MANKATO — If building a network is a key skill for entrepreneurs, Vicki Hagen, like many women, may have been starting from a disadvantage.
Whereas many men bond over hunting or golfing while building social networks with potential clients and contacts in the process, Hagen was just as likely to hang out with her kids.
“I don’t have that natural group,” said Hagen, who owns Kato Roofing. And these networks aren’t a thing of the past; plenty of business is still transacted on the greens, she said.
“Has it been harder? Yes. Have I had to prove myself differently at times? Absolutely,” she said. But that doesn’t mean she’s about to complain. “To me it was almost just like, that's just the way it is.”
“I feel very strongly that you have to get business based on your own laurels,” she said.
This disadvantage in business networks, including to gain access to startup funding, has been one of the reasons women had lagged in starting business.
But that’s changing, in Minnesota and nationwide.
From 2007 to 2016, the number of women-owned firms grew by 45 percent nationwide, compared to a 9 percent rise for all businesses. Employment of women-owned businesses grew by 18 percent, compared with a 1 percent loss in total employment. The census data come from a new report on the state of women-owned business funded by American Express.
In Minnesota, women-owned firms grew at a slower pace of 27 percent. But employment at women-owned firms grew faster here, at 44 percent.
This suggests Minnesota is doing better with respect to growth of existing firms as opposed to rising numbers of new ones, said Julie Weeks, the consultant who wrote the report.
She said part of the credit goes to rising numbers of women earning college degrees, and therefore developing networks they can call upon as entrepreneurs.
April Femrite, an entrepreneurship and innovation fellow at Minnesota State University, agreed that skills and networks are key.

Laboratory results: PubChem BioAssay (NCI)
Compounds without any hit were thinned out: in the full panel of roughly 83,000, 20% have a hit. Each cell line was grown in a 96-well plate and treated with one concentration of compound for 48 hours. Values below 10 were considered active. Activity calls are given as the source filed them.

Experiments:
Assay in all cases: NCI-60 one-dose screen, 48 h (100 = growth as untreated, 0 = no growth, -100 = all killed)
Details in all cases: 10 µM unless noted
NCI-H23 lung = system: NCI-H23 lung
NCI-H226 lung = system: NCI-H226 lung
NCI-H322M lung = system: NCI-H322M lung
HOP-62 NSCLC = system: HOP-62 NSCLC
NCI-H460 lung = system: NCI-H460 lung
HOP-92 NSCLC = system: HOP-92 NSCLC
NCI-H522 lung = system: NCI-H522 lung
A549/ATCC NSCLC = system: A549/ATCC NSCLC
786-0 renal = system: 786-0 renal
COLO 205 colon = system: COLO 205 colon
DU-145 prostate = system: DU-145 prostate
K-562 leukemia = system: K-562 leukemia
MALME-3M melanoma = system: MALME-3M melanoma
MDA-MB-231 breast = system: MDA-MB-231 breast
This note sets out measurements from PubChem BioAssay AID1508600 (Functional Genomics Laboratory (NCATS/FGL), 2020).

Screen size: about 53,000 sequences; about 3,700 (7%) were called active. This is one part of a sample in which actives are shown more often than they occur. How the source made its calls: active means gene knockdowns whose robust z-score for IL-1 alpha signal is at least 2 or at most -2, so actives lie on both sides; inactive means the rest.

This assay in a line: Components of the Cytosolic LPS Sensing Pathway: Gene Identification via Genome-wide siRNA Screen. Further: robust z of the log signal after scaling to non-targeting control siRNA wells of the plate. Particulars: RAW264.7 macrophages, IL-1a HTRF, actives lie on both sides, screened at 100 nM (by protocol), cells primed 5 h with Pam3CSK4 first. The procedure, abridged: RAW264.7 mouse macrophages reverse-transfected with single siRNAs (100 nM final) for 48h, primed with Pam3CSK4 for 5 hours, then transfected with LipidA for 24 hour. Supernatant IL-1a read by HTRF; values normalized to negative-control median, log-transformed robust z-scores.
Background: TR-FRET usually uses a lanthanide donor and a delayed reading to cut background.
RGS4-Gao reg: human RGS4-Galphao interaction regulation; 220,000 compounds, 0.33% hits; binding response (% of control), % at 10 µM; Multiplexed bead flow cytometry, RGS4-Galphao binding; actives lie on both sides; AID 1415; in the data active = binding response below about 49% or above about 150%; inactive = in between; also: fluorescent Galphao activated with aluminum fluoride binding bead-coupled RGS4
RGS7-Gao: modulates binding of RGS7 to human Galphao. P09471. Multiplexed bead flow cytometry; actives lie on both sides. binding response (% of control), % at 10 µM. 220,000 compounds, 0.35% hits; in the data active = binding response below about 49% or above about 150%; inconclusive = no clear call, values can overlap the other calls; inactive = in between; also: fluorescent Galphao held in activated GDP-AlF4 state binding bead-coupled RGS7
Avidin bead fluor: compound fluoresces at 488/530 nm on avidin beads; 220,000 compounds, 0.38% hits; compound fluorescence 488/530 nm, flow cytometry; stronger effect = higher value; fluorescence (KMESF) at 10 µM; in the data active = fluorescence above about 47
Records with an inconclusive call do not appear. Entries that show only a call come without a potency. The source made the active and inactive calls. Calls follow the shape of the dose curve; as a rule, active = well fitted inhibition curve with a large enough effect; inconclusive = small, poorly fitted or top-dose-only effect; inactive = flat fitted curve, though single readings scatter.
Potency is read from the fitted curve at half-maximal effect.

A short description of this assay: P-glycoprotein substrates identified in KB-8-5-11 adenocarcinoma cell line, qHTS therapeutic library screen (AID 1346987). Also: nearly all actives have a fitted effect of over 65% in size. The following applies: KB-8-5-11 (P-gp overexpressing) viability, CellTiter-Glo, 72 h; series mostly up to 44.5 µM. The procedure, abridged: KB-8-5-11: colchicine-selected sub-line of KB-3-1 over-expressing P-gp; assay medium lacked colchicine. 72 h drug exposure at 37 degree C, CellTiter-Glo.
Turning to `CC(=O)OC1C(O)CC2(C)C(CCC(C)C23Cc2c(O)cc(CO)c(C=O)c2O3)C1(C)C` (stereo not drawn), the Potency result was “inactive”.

“What we’re seeing at MSU, where it might’ve been, 10 to 20 years ago, traditionally males, we’re seeing more of a 50:50 ratio of students,” she said.
One of those students is Hannah Thompson, a junior majoring in dietetics who has started a business as a personal chef who works in customers’ homes. She shops for groceries, plans a menu and cooks some meals for the customer to reheat later.
(Click here to see a video of Thompson talking about her business.)
Thompson said she wanted to avoid restaurant kitchens while setting her own hours. Her business, HomeFresh Personal Chef Services, already has attracted a handful of clients.
She said she learned business skills while managing a Subway restaurant and honed her cooking skills with a degree at South Central College.
Getting involved with Femrite, too, has been an important step.
“Being a part of MSU has opened up a set of connections” that she otherwise wouldn’t have.
A generation ago, there was a stereotypical women-owned business, but women have since made inroads into every industry, said Weeks, the consultant.
Hagen, the roofing company owner, said people wondered how a woman would make it in the construction field when she took over the business in about 2009.
“I think that was very tough,” she said, adding that she had plenty of support from employees and others.
And she has thick skin.
“Have I walked into a group of guys that have made inappropriate comments?” she said. “Absolutely, and I just choose to look at that as people being people and maybe a slice of ignorance. They don't know what they don't know.”
Another longtime Mankato business owner, Yvonne Cariveau, tells a similar story; she experienced sexism but it was relatively rare.
Cariveau grew up with entrepreneurial parents, so starting a business never seemed strange. And she got plenty of experience along the way. As a child, she would dress up as a gorilla and hand out fliers to customers at trade shows to promote her parents’ rental store.
Cariveau would go on to enter another male-dominated industry. In 1993, she and her then-husband started Internet Connections, the first Internet access provider in Greater Minnesota. While sexism wasn’t common, one incident stands out.
She and a male engineer were meeting with a potential customer who started to act strangely. Whenever he spoke, even about non-technical issues like pricing, he addressed her employee, who quickly grew uncomfortable.
The engineer suggested the customer ask his boss, and motioned toward her.
“His body language was, ‘Please, dude, stop looking at me,’” Cariveau said.
After this went on for awhile, she had had enough.
“I just got up and I said I think we’re done,” she said. “I walked out on what was probably going to be a pretty large contract. I was kicking myself in the car.”
Her business would eventually get that contract, incidentally.
“It’s only happened a couple of times,” she said of sexism, “and that story is like my only really good one,” she added, laughing. “The rest of the 23 years I’ve been very well accepted. I feel like I can to go a chamber of commerce meeting and walk up to just about anybody.”